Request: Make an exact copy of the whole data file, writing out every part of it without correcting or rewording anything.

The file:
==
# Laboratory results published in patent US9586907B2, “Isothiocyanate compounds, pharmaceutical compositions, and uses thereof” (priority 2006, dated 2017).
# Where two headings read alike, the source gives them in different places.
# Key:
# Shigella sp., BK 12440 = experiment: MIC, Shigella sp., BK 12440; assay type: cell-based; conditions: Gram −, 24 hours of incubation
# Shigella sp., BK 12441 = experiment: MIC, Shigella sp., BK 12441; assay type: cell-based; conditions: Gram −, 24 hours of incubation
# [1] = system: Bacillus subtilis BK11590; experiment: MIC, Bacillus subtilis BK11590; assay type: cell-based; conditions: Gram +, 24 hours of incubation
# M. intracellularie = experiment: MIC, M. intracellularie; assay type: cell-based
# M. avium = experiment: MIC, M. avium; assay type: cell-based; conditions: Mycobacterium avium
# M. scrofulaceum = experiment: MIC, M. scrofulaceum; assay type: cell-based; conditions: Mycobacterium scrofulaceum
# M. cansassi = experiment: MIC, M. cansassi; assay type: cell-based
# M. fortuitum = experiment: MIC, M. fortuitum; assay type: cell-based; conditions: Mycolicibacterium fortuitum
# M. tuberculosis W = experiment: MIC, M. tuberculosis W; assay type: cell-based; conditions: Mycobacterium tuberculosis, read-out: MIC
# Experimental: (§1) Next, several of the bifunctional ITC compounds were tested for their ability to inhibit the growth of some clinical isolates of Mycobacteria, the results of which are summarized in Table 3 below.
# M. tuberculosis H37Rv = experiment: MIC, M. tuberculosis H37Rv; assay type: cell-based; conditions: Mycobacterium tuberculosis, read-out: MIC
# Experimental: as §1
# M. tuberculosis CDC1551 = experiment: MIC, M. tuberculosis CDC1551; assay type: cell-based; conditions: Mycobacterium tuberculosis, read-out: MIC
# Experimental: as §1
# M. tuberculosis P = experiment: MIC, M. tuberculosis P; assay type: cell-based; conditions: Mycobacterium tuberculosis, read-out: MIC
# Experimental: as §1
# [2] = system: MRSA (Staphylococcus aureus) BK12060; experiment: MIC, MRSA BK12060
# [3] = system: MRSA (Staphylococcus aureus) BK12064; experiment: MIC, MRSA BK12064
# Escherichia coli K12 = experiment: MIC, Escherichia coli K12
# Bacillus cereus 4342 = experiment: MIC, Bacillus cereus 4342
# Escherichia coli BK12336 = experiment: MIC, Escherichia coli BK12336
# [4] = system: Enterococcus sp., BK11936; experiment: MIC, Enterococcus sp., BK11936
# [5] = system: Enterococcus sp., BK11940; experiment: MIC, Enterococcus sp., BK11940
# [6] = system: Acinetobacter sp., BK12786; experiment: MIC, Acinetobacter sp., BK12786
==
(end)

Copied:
# Laboratory results published in patent US9586907B2, “Isothiocyanate compounds, pharmaceutical compositions, and uses thereof” (priority 2006, dated 2017).
# Where two headings read alike, the source gives them in different places.
# Key:
# Shigella sp., BK 12440 = experiment: MIC, Shigella sp., BK 12440; assay type: cell-based; conditions: Gram −, 24 hours of incubation
# Shigella sp., BK 12441 = experiment: MIC, Shigella sp., BK 12441; assay type: cell-based; conditions: Gram −, 24 hours of incubation
# [1] = system: Bacillus subtilis BK11590; experiment: MIC, Bacillus subtilis BK11590; assay type: cell-based; conditions: Gram +, 24 hours of incubation
# M. intracellularie = experiment: MIC, M. intracellularie; assay type: cell-based
# M. avium = experiment: MIC, M. avium; assay type: cell-based; conditions: Mycobacterium avium
# M. scrofulaceum = experiment: MIC, M. scrofulaceum; assay type: cell-based; conditions: Mycobacterium scrofulaceum
# M. cansassi = experiment: MIC, M. cansassi; assay type: cell-based
# M. fortuitum = experiment: MIC, M. fortuitum; assay type: cell-based; conditions: Mycolicibacterium fortuitum
# M. tuberculosis W = experiment: MIC, M. tuberculosis W; assay type: cell-based; conditions: Mycobacterium tuberculosis, read-out: MIC
# Experimental: (§1) Next, several of the bifunctional ITC compounds were tested for their ability to inhibit the growth of some clinical isolates of Mycobacteria, the results of which are summarized in Table 3 below.
# M. tuberculosis H37Rv = experiment: MIC, M. tuberculosis H37Rv; assay type: cell-based; conditions: Mycobacterium tuberculosis, read-out: MIC
# Experimental: as §1
# M. tuberculosis CDC1551 = experiment: MIC, M. tuberculosis CDC1551; assay type: cell-based; conditions: Mycobacterium tuberculosis, read-out: MIC
# Experimental: as §1
# M. tuberculosis P = experiment: MIC, M. tuberculosis P; assay type: cell-based; conditions: Mycobacterium tuberculosis, read-out: MIC
# Experimental: as §1
# [2] = system: MRSA (Staphylococcus aureus) BK12060; experiment: MIC, MRSA BK12060
# [3] = system: MRSA (Staphylococcus aureus) BK12064; experiment: MIC, MRSA BK12064
# Escherichia coli K12 = experiment: MIC, Escherichia coli K12
# Bacillus cereus 4342 = experiment: MIC, Bacillus cereus 4342
# Escherichia coli BK12336 = experiment: MIC, Escherichia coli BK12336
# [4] = system: Enterococcus sp., BK11936; experiment: MIC, Enterococcus sp., BK11936
# [5] = system: Enterococcus sp., BK11940; experiment: MIC, Enterococcus sp., BK11940
# [6] = system: Acinetobacter sp., BK12786; experiment: MIC, Acinetobacter sp., BK12786